QUESTION: As I read the sutras from the Nikayas much of what the Buddha teaches seems to be very self-power - try hard to concentrate, do this, don't do that - I'm having trouble squaring this with the Pureland teachings and wondered if you think they were just a later development in the Mayahana canon or if it's due to mistranslation of the original sutras, or something else?

SHORT ANSWER: It is a matter of how you interpret it.

LONG ANSWER: The Buddha catered to a range of different people. He taught ethics and mind training, but he was always at pains to say that there is something more beyond that. This is usually called prajna. People often take it that the ethical and mind training parts are the main substance, but in fact it is the prajna that takes one beyond. Prajna is seeing beyond all the relative things. Ethical behaviour is intrinsically good and it is what the outside observer sees, but it is always relative. Mind training goes deeper, but again it is relative. Buddha says that a person can master all the dhyanas and still be deluded. You can go on training your mind forever. Prajna is different. It is complete faith. Emptiness. All acceptance. It is not relative. You have it or you don't. However, the people who came to see the Buddha were not always ready for that so he employed skilful means tailored to the case. Take the case of the young Brahmins who come and ask how to get to Brahma. Buddha teaches them to meditate spreading love, compassion, joy and equanimity. These qualities are all expressions of faith. While one is fearful or cynical one cannot do it. Take the encounter with Angulimala. Buddha essentially says, just trust that it will be OK and you can change your ways. If we have deep faith we will do the best we can in life because there will be no reason not to. Faith takes away all one's excuses.

Of course, as you know, I do have issues with some of the translations and renderings of texts into English. To take a very topical item, I take 'mindfulness' to refer to having one's heart and mind full of Dharma. This is faith. The common contemporary way if taking it is as a skill to be practised by suitable effort and attention. In other words, it is presented as a self power practice or training, when, in fact, in my view, it is a matter of turning oneself toward other power. Buddha believed that right faith yielded good behaviour, good thoughts, good intentions and so on. He did not think that good behaviour etc on their own would do the trick. When we put ourselves into any kind of strait jacket - even a good one - we rebel. The path to true goodness lies through having a deeper faith.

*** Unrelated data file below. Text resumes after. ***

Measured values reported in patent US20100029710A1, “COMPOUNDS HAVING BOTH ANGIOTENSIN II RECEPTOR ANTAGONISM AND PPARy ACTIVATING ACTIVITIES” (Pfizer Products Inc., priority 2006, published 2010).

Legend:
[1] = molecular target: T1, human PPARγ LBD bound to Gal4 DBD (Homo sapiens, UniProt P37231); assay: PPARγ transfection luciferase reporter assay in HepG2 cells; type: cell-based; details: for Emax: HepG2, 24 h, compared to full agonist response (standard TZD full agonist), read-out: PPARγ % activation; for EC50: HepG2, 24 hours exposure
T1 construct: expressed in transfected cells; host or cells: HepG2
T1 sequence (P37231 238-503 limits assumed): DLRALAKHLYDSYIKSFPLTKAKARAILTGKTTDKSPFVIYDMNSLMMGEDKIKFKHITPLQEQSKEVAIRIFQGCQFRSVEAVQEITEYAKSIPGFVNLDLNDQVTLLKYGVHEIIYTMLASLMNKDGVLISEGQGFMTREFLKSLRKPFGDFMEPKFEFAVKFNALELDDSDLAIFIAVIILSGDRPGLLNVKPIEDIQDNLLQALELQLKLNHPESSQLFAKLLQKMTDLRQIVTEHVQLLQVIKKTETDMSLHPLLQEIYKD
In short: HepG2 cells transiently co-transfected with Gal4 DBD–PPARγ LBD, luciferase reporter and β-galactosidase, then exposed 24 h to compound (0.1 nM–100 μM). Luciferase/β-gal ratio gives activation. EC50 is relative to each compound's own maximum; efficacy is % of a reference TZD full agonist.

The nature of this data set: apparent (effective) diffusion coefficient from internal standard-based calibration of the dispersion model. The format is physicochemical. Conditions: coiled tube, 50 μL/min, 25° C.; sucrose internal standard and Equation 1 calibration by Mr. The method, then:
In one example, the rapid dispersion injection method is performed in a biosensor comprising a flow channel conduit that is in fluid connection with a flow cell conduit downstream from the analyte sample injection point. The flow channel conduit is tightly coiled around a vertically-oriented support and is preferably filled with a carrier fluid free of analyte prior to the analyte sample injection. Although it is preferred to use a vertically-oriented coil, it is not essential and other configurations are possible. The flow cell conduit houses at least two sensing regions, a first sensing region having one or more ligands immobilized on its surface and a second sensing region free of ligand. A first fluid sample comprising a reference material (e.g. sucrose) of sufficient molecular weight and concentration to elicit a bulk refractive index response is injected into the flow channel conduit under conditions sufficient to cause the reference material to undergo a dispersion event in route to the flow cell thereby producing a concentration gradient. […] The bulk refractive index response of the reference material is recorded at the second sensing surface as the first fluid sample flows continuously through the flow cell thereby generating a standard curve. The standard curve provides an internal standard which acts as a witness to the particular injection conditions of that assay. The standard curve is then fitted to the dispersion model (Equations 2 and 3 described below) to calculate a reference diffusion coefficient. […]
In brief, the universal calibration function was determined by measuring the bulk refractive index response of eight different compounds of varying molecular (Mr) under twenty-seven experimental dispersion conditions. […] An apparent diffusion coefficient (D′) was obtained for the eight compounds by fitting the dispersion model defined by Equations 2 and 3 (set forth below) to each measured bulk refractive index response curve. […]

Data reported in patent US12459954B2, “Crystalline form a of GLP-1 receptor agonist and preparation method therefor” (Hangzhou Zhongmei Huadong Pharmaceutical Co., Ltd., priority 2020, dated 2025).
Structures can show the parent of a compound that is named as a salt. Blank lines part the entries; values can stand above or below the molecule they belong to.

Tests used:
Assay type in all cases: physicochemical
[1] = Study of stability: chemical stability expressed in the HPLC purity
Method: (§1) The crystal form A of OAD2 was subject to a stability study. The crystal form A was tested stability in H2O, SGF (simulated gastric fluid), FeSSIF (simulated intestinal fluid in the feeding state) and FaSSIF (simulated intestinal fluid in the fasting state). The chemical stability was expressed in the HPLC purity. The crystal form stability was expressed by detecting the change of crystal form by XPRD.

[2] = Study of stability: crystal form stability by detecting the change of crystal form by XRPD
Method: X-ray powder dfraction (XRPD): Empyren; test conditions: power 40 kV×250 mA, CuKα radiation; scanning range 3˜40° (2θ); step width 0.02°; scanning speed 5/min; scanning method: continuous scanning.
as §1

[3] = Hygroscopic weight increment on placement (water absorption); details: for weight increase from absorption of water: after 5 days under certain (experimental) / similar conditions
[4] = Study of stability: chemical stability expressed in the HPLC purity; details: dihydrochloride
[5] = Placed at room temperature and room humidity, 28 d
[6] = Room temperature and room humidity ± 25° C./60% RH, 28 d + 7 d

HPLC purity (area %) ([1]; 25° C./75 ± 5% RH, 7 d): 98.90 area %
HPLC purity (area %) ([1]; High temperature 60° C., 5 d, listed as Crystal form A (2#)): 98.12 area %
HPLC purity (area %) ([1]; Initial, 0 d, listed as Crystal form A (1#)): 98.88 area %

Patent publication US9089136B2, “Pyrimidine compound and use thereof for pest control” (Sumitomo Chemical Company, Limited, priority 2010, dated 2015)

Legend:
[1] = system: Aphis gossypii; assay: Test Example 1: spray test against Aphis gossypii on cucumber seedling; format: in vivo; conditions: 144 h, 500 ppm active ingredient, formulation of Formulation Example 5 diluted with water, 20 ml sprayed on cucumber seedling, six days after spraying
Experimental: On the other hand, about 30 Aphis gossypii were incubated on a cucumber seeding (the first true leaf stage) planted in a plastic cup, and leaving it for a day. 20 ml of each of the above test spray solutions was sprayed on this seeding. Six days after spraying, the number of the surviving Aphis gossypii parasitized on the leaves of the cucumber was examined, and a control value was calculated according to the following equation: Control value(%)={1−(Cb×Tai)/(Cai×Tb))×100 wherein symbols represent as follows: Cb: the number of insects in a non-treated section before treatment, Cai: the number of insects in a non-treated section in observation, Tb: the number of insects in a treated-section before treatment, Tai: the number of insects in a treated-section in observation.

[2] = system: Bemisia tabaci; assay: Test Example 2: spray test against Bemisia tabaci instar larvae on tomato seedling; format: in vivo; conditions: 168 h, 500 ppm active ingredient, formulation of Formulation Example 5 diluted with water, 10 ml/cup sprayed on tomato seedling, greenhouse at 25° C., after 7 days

Views: 60

Events

ITZI Conference 2017

Blog Posts

Korean Version of Workshops

Posted by JAESUNG KIM on August 6, 2017 at 6:58 0 Comments

2017 여름 불교심리치료 및 상담 워크숍 3회 내용

THREE PSYCHOTHERAPY & COUNSELLING WORKSHOPS

 

WORKSHOP 1: SNOW UPON A SILVER PLATE [ 銀盌盛雪]: PRINCIPLES OF BUDDHIST PSYCHOLOGY & THEIR PSYCHOTHERAPEUTIC APPLICATION

In this workshop we shall introduce and review important aspects of Buddhist psychology including the conditioned and unconditioned mind, object relatedness, skandha process, the unity of path and goal, bodhichitta,…

Continue

Great Intentions.

Posted by Adam Dunsby on August 3, 2017 at 22:42 0 Comments

  • The power of intentions is a topic that comes up regularly for me and always provides me with food for thought. In a recent service I was struck by the gravity of the Bodhisattva vows that we sing as part of our liturgy. ”Innumerable…

Continue

Study Group.

Posted by Adam Dunsby on July 18, 2017 at 22:41 1 Comment

We just had a study group meeting at Amida Mandala Temple. Only three of us but a very rich hour. Predictably we came round to the issue of ‘is one Nembutsu enough?’ My understanding: In a sense it is, because when we call Amida we become one with his vow and the Pure Land and thus we are saved. In another sense we have to keep calling him so that he can keep saving us. As if we’re all lost in a thick fog and Amida is a few steps ahead of us illuminating the way, we have to keep him in sight…

Continue

SIMPOSIUM AT OASIS

Posted by David Brazier on July 11, 2017 at 15:30 0 Comments

On 8th July we had a meeting of six teachers at Oasis together with many visitors.

Pictures: Here

Each of the teachers gave a presentation on what they considered most significant in their practice. Then there was an extended lunch period for socialising and, finally a sessions of questions and answers.…

Continue

© 2017   Created by David Brazier.   Powered by

Badges  |  Report an Issue  |  Terms of Service